So last week was kind of…off…here at Paperback Fool. I completely neglected my blogging duties last week, and with no really good explanation except for my general laziness. As I missed yesterday’s Sunday Salon, here’s a quick recap: the only substantial blogging I did last week was review Roots by Alex Haley. Maybe the negative review threw me off, but I apologize for the radio silence.
But onto White Teeth by Zadie Smith: can I say…awesome? I can? Well then, White Teeth was awesome.
Need more? Well, British author Zadie Smith tells the story of two families as they deal with life in twentieth century London. Archie and Samad Miah—a bumbling white man and a Bengali intellectual, respectively—meet while driving a tank during World War II. With their friendship sealed by murder, their families remain inextricably linked for the next sixty years, all the while haunted by the immigrant experience, racial and religious challenges, and a past which threatens to define their future.
Smith covers a lot of ground in White Teeth, with the narrative stretching beyond London’s Willesden neighborhood to spotlight Jamaica and India, Islam and Jehovah’s Witnesses, black, white and all the various shades in between. However Smith excels in this layering, creating a thickly woven narrative that honestly reflects the frustrations, challenges, violence and unexpected love found in these two very modern families.
Time is a major player in White Teeth, with the narrative skipping in and out of the past, leaving muddy footprints that only turn up ten, 20, 60 years later. Our decisions matter, a Nazi scientist tries to convince Archie:
If neither imperative can be overridden, then choose one, and as you say, get on with it. Man makes himself, after all. And he is responsible for what he makes…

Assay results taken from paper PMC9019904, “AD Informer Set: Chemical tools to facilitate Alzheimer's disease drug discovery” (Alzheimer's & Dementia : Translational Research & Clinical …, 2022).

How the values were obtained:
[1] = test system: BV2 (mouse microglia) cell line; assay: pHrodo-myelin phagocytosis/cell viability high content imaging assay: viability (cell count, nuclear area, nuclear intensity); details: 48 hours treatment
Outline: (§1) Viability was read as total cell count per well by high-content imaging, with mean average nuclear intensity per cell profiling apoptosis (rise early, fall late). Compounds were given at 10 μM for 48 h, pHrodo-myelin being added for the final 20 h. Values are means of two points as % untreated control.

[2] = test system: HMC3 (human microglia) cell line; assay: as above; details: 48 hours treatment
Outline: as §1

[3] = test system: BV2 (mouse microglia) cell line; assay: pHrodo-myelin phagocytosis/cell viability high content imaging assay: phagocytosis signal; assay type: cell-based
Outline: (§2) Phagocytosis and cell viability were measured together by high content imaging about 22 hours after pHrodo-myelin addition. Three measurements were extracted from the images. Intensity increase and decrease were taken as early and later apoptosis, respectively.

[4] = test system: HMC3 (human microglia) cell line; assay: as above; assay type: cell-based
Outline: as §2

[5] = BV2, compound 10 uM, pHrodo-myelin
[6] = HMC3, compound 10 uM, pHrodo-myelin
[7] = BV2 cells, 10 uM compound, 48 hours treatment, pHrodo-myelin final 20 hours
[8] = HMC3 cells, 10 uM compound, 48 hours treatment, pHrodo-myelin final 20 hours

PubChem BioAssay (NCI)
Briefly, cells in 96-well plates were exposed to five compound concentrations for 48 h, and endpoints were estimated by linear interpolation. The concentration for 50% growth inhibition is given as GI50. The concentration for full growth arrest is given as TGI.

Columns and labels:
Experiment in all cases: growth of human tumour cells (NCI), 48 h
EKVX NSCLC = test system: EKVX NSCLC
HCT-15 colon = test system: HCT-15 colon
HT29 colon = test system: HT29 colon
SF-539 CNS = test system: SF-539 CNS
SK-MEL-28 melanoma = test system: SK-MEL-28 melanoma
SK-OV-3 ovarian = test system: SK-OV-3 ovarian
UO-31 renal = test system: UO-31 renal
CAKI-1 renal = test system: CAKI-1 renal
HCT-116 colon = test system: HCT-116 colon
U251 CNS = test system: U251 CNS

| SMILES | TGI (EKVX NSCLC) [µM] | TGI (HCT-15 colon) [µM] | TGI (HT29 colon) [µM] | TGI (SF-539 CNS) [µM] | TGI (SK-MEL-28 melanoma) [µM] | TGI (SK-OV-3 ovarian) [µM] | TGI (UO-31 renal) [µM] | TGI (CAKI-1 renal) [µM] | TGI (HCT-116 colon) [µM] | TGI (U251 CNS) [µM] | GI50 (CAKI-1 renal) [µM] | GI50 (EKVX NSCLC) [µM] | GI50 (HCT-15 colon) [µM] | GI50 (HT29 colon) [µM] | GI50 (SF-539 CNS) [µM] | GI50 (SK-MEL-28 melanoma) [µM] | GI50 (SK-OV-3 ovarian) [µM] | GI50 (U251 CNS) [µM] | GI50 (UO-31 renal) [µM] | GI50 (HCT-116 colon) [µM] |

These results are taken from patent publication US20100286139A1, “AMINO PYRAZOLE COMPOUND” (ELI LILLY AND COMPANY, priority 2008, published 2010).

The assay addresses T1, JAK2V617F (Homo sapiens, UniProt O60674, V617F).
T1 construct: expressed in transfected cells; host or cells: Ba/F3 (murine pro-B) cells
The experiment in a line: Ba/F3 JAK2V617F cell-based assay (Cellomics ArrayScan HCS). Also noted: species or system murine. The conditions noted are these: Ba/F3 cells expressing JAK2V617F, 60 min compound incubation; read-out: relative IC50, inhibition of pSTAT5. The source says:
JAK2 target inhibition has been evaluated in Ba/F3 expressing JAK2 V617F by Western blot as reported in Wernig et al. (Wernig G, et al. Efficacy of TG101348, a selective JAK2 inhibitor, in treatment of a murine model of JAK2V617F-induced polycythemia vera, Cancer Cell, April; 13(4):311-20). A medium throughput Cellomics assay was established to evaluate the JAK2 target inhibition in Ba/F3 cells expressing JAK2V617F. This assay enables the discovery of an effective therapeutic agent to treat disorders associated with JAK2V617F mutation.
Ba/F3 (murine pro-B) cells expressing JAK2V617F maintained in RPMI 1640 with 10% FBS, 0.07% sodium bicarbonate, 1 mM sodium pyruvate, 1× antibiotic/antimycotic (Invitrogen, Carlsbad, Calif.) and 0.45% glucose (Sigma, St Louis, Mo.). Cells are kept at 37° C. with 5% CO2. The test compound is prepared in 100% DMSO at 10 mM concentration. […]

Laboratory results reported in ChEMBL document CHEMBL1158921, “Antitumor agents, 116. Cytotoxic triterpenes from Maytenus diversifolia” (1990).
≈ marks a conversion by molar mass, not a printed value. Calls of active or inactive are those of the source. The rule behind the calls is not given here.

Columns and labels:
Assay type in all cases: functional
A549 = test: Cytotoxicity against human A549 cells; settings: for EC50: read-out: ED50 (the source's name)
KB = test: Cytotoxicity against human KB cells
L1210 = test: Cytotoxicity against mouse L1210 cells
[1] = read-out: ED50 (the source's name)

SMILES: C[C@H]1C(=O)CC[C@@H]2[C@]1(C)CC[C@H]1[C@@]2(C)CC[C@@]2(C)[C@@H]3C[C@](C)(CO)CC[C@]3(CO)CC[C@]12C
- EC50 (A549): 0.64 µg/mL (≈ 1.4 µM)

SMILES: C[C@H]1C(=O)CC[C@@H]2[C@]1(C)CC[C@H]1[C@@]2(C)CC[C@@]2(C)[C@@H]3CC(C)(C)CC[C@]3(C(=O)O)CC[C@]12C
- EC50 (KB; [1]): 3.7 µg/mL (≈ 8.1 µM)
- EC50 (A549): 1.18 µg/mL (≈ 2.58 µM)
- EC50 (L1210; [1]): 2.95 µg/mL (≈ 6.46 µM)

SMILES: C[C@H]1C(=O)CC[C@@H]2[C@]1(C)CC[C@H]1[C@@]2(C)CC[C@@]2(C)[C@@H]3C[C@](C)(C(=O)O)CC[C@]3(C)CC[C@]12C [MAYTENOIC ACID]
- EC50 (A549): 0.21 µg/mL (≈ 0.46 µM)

Think—please—anything may happen…I may yet redeem myself in your eyes…or you may be mistaken—your decision may come back to you as Oedipus’s returned to him, horrible and mutilated! You cannot say for sure!
Of course, it’s not easy to simply “get on with it,” and these decisions have the power to haunt us—and all that comes after us—for centuries. Choosing between twin sons, shooting the first bullet in a rebellion, two sperm fighting to fertilize one egg, randomly saving one man from killing himself; all these decisions have the power to shape generations and change history. If this is true, Smith argues, these decisions are always with us, encoded in our DNA so to speak:
Imagine the world with no beginning or end…Imagine, if you can, events in the world happening repeatedly, endlessly, in the way they always have…
It is this sense of entropy—this random and chaotic nature of the world—that lies at the heart of Smith’s novel. Generational conflicts, religion and the immigrant experience color its pages, but everything eventually comes down one question: how much control do we have over our destinies? Can we predict the day of the apocalypse? Should man have the power to shape our DNA in an effort to rid us of cancer? How much does God play into this?
It’s difficult to begin to answer any one of these questions, but Smith is confident that her readers can find solace from their own chaotic lives in the tangled tale of Archie and Samad. I certainly did, and my skin is pretty white and family history fairly uncomplicated. I wouldn’t call the book “long,” but it took me the entire week to read, if only so I could drink in and appreciate Smith’s lovely prose. It may be a little tough for readers with short attention spans, but if you have the opportunity, I would encourage everyone to give this book a go.